It's unfair that cyclists subsidise motorists. If more money was spent on cycling infrastructure, so that cyclists of all ages and abilities could travel quickly and safely away from motor traffic, then cyclists wouldn't need (or want) to use the roads.
    Originally posted by esuhl
    Yes, of course you are right about smaller NSL roads not being safe to drive at speed; I had thought it was probably implied that I meant roads where you could sensibly drive up to NSL, as opposed to a single-lane windy track which only a professional in a rally car could hope to negotiate at anything above 15 mph if they had practiced it and knew it was clear ahead.



    So, regarding your "Rubbish", I would amend my assertion to relate to NSL roads when it would normally be safe to drive at 60/70 (were the road clear, conditions OK, etc. and all other permutations of yebbuts).



    The general taxation is a red-herring; are you saying that the taxes from motor vehicle use does not amply pay for the roads? And, of course, the non-drivers still make use of and benefit from roads, even if they don't drive themselves.


    So no, cyclists do not subsidise motorists.


    But I agree that there should be a cycling infrastructure. FYI, I participated in some of the TRL trials of road signage, traffic lights and roundabout systems for cyclists, so I do know that the matter is under consideration.


    I also fully agree with you about the value of a cycling infrastructure and I think that it is something we need; my town has many cycle routes which keep bikes and cars apart and that is a good thing, IMHO.


    There should also be rules in place for councils to maintain the upkeep of cycle paths.


    So, going back to my preceding post, I think that bikes and vehicles on NSL roads (where you could safely travel at speed, caveats, etc.) is an accident waiting to happen and I think it is a credit to the patience and care of drivers in general that there are not more.
    • Norman Castle
    • By Norman Castle 12th Aug 18, 8:04 AM
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    Norman Castle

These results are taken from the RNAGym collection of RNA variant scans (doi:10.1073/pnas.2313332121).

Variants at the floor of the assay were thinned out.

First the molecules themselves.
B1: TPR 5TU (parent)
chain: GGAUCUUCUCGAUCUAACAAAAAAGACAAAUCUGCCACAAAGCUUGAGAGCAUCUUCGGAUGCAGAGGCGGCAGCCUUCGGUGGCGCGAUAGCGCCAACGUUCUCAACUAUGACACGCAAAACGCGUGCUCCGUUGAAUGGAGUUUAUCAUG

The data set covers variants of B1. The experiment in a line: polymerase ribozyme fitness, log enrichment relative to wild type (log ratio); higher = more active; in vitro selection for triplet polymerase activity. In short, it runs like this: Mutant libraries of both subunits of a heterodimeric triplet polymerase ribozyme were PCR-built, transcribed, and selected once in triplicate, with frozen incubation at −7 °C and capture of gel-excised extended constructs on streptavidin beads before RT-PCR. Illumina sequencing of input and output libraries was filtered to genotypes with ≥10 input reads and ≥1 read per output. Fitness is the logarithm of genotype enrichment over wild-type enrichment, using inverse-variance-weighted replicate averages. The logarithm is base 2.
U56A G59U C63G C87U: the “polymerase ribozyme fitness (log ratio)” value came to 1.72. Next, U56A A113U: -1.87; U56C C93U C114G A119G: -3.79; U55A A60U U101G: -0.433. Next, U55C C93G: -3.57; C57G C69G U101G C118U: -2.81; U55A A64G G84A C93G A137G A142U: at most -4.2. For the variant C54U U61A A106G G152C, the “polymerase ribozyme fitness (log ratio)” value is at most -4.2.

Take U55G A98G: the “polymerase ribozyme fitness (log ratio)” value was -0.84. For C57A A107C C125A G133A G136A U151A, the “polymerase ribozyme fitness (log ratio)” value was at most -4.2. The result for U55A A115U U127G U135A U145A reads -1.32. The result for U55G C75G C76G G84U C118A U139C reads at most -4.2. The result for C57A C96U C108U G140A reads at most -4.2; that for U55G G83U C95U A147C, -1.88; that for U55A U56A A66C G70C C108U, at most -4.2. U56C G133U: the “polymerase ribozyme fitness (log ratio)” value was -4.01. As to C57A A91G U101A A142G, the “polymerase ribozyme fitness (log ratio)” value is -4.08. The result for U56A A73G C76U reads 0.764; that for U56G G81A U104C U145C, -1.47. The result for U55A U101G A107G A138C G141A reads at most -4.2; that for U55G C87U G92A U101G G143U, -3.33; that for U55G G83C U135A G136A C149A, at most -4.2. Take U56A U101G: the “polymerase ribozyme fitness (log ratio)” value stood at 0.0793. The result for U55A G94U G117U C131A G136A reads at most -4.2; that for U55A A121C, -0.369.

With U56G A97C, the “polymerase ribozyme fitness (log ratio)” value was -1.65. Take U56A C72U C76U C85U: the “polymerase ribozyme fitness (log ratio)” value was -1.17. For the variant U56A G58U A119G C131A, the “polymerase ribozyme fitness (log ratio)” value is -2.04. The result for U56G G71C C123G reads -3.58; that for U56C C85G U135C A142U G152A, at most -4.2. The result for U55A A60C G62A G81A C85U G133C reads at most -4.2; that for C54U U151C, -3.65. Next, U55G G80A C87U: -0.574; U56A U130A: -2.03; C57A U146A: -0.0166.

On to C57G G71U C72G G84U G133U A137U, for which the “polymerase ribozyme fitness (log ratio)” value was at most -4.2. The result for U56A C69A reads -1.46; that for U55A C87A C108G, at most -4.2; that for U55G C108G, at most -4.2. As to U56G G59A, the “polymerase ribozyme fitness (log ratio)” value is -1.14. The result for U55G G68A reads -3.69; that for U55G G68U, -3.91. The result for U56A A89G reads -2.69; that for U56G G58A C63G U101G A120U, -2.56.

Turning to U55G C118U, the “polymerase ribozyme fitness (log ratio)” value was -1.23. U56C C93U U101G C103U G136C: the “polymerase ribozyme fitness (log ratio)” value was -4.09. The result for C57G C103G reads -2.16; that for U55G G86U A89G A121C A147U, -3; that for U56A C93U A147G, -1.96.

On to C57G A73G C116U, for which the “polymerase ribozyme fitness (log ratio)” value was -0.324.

I see what you did there - asked a question with the answer in it.
    Originally posted by prowla
    Feel free to share the answer.
    Don't harass a hippie. You'll get bad karma.

    Never trust a newbie with a rtb tale.
    • Norman Castle
    • By Norman Castle 12th Aug 18, 8:32 AM
    • 7,700 Posts
    • 6,459 Thanks
    Norman Castle

    So, going back to my preceding post, I think that bikes and vehicles on NSL roads (where you could safely travel at speed, caveats, etc.) is an accident waiting to happen and I think it is a credit to the patience and care of drivers in general that there are not more.
    Originally posted by prowla
    So larger high speed roads which are often treated as motorways rather than NSL roads. The only fair and reasonable way to remove cyclists from these is to provide a usable cycle route. Again, if the high speed of the traffic is dangerous for other road users reducing the speed will reduce the danger.

    Patience and care is a given for good driving. I don't think drivers deserve credit for driving adequately.
    Last edited by Norman Castle; 12-08-2018 at 8:36 AM.
    Don't harass a hippie. You'll get bad karma.

    Never trust a newbie with a rtb tale.
    • prowla
    • By prowla 12th Aug 18, 10:52 AM
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    prowla
    So larger high speed roads which are often treated as motorways rather than NSL roads. The only fair and reasonable way to remove cyclists from these is to provide a usable cycle route. Again, if the high speed of the traffic is dangerous for other road users reducing the speed will reduce the danger.

    Patience and care is a given for good driving. I don't think drivers deserve credit for driving adequately.
    Originally posted by Norman Castle
    As I said, I agree that cycle routes are the way to go.


    I suppose if every car needed someone walking in front of it carrying a red flag, then the danger would be reduced down to near-zero; however, the purpose of the road would be negated.



    NSL dual carriageways have the same speed limit as motorways, but if someone goes on to one unable to get anywhere near that, then they are impeding the other road users who simply want to get on with their lives.



    I think that drivers deserve a lot of credit for their patience.


    Back to the cycle routes - I think that they should be mandatory.


    The current situation on many roads is not a healthy one.